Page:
Author Topic: Randomness and life  (Read 1367 times)

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Randomness and life
« on: August 23, 2014, 07:36:57 AM »
"And the earth brought forth grass, and herb yielding seed after his kind, and the tree yielding fruit, whose seed was in itself after his kind" (Genesis:1:12).

Charles Darwin knew nothing about genetics. In his day the cell was thought to be filled with nothing more than a watery jell. Darwin also thought that characteristics picked up during life could be passed on to the next generation.

After over a century of genetic studies, including the discovery and growing understanding of DNA, evolution looks more impossible than ever. For example, cystic fibrosis is caused by a random mutation at three small points in one protein. This means that one random change in one ten-millionth of the entire human genome is fatal. There are 4,000 known mutations in the human genome, and none of them are beneficial. One so-called good mutation that has been cited is sickle cell anemia since it gives some protection against malaria. However, without medical intervention, even this mutation is fatal.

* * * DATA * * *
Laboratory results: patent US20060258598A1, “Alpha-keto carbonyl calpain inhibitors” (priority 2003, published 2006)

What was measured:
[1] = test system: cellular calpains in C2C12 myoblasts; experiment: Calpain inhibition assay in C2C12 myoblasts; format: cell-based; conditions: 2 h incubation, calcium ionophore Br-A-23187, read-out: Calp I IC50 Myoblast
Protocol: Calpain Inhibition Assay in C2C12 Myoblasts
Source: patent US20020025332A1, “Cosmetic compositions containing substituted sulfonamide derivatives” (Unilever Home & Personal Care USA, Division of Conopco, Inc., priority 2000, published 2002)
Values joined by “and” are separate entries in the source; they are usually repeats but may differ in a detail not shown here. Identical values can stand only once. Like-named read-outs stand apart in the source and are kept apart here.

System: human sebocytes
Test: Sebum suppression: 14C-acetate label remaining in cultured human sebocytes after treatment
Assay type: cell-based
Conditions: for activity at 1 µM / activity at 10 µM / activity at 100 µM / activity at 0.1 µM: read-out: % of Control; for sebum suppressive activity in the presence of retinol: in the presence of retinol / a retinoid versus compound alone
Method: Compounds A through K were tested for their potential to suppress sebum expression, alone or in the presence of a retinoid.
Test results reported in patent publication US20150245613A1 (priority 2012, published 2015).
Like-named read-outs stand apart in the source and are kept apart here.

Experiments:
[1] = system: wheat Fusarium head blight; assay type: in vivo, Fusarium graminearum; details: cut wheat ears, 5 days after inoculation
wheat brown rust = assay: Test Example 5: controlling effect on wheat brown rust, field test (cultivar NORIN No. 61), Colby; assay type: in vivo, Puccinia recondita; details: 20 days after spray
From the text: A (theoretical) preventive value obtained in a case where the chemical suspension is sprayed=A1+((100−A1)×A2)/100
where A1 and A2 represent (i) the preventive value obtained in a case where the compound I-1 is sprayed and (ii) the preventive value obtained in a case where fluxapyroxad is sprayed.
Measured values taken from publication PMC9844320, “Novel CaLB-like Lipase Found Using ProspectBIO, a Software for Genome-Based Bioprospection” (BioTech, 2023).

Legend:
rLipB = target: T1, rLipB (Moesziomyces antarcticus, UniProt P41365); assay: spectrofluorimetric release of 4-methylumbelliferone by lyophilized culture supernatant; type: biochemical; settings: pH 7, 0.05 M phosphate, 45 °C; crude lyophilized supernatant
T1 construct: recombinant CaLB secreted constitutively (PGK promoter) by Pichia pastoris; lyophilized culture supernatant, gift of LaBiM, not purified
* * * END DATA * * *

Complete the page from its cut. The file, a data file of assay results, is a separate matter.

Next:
After studying mutation rates among humans, scientists have concluded that if an unlikely good mutation were to happen, there would be 10,000 fatal mutations before another good mutation would happen. By this math, if life began over 3 billion evolutionary years ago, it would have all died off by now from bad mutations. Random mutations are not the way to turn paramecia into people!

That there is nothing about life or its preservation that is random shows God's love in preserving life.
My religious belief teaches me to feel as safe in battle as in bed. God has fixed the time for my death. I do not concern myself about that, but to be always ready, no matter when it may overtake me....That is the way all men should live, and then all would be equally brave."
Stonewall Jackson